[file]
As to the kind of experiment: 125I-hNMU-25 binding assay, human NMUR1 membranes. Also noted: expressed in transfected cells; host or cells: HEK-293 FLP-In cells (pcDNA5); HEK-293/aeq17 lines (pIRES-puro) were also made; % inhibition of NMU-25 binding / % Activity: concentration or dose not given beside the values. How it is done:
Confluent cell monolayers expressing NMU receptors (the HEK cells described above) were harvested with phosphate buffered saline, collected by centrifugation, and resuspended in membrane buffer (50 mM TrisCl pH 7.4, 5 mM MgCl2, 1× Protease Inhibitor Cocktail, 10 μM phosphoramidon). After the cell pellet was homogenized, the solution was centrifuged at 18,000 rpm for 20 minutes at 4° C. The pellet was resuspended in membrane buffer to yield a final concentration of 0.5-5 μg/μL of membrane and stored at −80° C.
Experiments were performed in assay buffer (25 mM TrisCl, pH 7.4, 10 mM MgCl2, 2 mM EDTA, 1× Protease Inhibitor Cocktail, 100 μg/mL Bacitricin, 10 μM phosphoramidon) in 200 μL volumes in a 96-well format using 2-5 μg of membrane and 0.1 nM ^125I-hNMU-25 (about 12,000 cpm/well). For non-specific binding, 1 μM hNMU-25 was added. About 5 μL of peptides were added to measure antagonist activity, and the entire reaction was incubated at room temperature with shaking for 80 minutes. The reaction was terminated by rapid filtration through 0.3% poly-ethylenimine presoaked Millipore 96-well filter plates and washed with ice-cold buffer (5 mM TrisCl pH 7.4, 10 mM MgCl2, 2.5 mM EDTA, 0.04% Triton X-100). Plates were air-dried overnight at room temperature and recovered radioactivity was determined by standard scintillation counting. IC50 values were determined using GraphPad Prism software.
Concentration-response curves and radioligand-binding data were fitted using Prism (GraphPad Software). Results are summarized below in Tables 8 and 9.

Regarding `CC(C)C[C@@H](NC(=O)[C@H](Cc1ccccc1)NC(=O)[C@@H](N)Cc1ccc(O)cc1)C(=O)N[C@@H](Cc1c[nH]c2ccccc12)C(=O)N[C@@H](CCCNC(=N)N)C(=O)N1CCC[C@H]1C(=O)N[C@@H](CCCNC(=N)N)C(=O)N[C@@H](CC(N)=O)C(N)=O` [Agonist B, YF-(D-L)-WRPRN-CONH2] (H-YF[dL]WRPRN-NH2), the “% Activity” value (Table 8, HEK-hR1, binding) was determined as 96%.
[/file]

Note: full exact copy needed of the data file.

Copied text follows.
As to the kind of experiment: 125I-hNMU-25 binding assay, human NMUR1 membranes. Also noted: expressed in transfected cells; host or cells: HEK-293 FLP-In cells (pcDNA5); HEK-293/aeq17 lines (pIRES-puro) were also made; % inhibition of NMU-25 binding / % Activity: concentration or dose not given beside the values. How it is done:
Confluent cell monolayers expressing NMU receptors (the HEK cells described above) were harvested with phosphate buffered saline, collected by centrifugation, and resuspended in membrane buffer (50 mM TrisCl pH 7.4, 5 mM MgCl2, 1× Protease Inhibitor Cocktail, 10 μM phosphoramidon). After the cell pellet was homogenized, the solution was centrifuged at 18,000 rpm for 20 minutes at 4° C. The pellet was resuspended in membrane buffer to yield a final concentration of 0.5-5 μg/μL of membrane and stored at −80° C.
Experiments were performed in assay buffer (25 mM TrisCl, pH 7.4, 10 mM MgCl2, 2 mM EDTA, 1× Protease Inhibitor Cocktail, 100 μg/mL Bacitricin, 10 μM phosphoramidon) in 200 μL volumes in a 96-well format using 2-5 μg of membrane and 0.1 nM ^125I-hNMU-25 (about 12,000 cpm/well). For non-specific binding, 1 μM hNMU-25 was added. About 5 μL of peptides were added to measure antagonist activity, and the entire reaction was incubated at room temperature with shaking for 80 minutes. The reaction was terminated by rapid filtration through 0.3% poly-ethylenimine presoaked Millipore 96-well filter plates and washed with ice-cold buffer (5 mM TrisCl pH 7.4, 10 mM MgCl2, 2.5 mM EDTA, 0.04% Triton X-100). Plates were air-dried overnight at room temperature and recovered radioactivity was determined by standard scintillation counting. IC50 values were determined using GraphPad Prism software.
Concentration-response curves and radioligand-binding data were fitted using Prism (GraphPad Software). Results are summarized below in Tables 8 and 9.

Regarding `CC(C)C[C@@H](NC(=O)[C@H](Cc1ccccc1)NC(=O)[C@@H](N)Cc1ccc(O)cc1)C(=O)N[C@@H](Cc1c[nH]c2ccccc12)C(=O)N[C@@H](CCCNC(=N)N)C(=O)N1CCC[C@H]1C(=O)N[C@@H](CCCNC(=N)N)C(=O)N[C@@H](CC(N)=O)C(N)=O` [Agonist B, YF-(D-L)-WRPRN-CONH2] (H-YF[dL]WRPRN-NH2), the “% Activity” value (Table 8, HEK-hR1, binding) was determined as 96%.